Robinson Crusoe Friday Essays

Man Friday was a savage and a captive of a group of cannibals.Crusoe taught him English and his religious beliefs.Firstly, Robison Crusoe is an illustration of homo economicus, that is, economic man that symbolizes the new outlook of individualism in its economic aspect.

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After my morning walk, I want to work with my table again, and finished it, () November 7: () I took wholly up to make me a chair, and with much ado brought it to a tolerable shape.

In addition, we observe when Crusoe was making his house, it seems that he had some paranoia.

Daniel Defoe presents Robison Crusoe as a merchant of the eighteenth century who was going to his Brazilian plantations, when his ship was wrecked and he was the only survivor in an island that he called the island of Despair. For fifteen years he struggles alone to build a comfortable house, to grow crops and raise goats, to make clothes and tools, and, most difficult of all, to fight off loneliness and despair.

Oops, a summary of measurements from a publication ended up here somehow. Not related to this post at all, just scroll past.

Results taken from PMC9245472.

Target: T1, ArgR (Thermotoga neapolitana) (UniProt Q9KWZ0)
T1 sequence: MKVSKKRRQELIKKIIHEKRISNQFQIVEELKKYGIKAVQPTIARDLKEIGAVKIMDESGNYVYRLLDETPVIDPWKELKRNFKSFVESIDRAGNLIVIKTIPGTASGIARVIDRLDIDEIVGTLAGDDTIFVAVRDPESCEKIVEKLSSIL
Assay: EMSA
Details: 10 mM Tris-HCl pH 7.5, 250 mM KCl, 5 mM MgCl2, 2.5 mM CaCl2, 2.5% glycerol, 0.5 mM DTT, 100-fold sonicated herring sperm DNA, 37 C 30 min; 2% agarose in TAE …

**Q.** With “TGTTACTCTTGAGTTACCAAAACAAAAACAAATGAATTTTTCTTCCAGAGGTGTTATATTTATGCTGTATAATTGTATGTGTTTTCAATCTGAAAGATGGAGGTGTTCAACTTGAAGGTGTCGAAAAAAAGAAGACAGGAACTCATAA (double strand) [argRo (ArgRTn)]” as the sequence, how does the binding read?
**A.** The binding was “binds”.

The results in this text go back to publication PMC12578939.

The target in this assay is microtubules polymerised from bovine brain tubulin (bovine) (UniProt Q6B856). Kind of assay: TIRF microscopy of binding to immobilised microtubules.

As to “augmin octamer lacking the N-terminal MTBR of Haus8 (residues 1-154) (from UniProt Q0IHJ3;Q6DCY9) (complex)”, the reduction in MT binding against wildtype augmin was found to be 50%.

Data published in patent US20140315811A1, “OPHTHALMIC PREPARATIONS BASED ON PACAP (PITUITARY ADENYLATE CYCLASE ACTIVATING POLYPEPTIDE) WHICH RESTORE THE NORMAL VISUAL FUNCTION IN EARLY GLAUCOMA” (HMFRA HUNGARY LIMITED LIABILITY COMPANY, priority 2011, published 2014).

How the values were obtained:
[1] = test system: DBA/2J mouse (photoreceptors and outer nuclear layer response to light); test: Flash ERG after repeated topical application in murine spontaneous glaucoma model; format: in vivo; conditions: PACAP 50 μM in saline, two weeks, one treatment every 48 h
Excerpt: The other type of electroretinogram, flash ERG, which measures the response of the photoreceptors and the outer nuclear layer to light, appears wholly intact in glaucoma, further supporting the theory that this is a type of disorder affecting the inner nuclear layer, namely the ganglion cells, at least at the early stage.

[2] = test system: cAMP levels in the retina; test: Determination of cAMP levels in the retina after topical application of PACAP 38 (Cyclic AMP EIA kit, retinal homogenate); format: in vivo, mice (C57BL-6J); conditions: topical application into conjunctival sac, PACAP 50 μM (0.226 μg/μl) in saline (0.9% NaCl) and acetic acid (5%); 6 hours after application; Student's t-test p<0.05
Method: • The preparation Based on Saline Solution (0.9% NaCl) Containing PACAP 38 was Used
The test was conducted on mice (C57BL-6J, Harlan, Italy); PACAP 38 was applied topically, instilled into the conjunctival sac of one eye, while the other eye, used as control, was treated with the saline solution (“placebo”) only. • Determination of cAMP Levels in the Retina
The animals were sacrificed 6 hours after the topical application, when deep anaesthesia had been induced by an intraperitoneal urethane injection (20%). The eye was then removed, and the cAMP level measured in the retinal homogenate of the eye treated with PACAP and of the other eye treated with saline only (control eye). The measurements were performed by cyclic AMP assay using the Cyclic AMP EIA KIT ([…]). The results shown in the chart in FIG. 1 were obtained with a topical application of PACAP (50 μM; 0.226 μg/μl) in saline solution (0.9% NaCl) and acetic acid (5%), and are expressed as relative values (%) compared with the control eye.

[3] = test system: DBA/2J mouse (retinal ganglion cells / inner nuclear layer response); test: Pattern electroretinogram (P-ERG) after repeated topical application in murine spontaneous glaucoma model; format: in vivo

We can notice that Defoe concentrates on Crusoe struggles with practical problems.

And in this island, he regards the island primarily as a property to be developed for his own use.

Moreover, we observe that Age of Reason in the eighteenth century influenced Robinson Crusoe.

Crusoe, however, by his own admission, is driven by a compulsion to seek adventure; not even the unfortunate case of his elder brother, who was killed in "the Low Country Wars" (that is, conflicts in The Netherlands, Belgium, and Luxembourg), can dissuade Crusoe from going to sea.

And although the narrator insists throughout the text that his decision to do so was a mistake-note, for instance, the many occasions on which Crusoe bewails the "evil influence which carryed me first away from my Father's House"-readers may justly wonder how seriously this judgment should be received.

And also, we can observe that there is also much genuine piety in the book, but Crusoes attitude towards God often seems to be one of business partnership, and his religious faith serves to confirm and strengthen his robust and materialistic individualism.

To conclude, the elements of the individualism, showing in Robinson Crusoe, Defoe represents exactly the kind of attitudes, which were eventually to make Britain the richest country in the world and lead it to establish a vast empire, and illustrates the attitudes of a eighteenth century British citizen.

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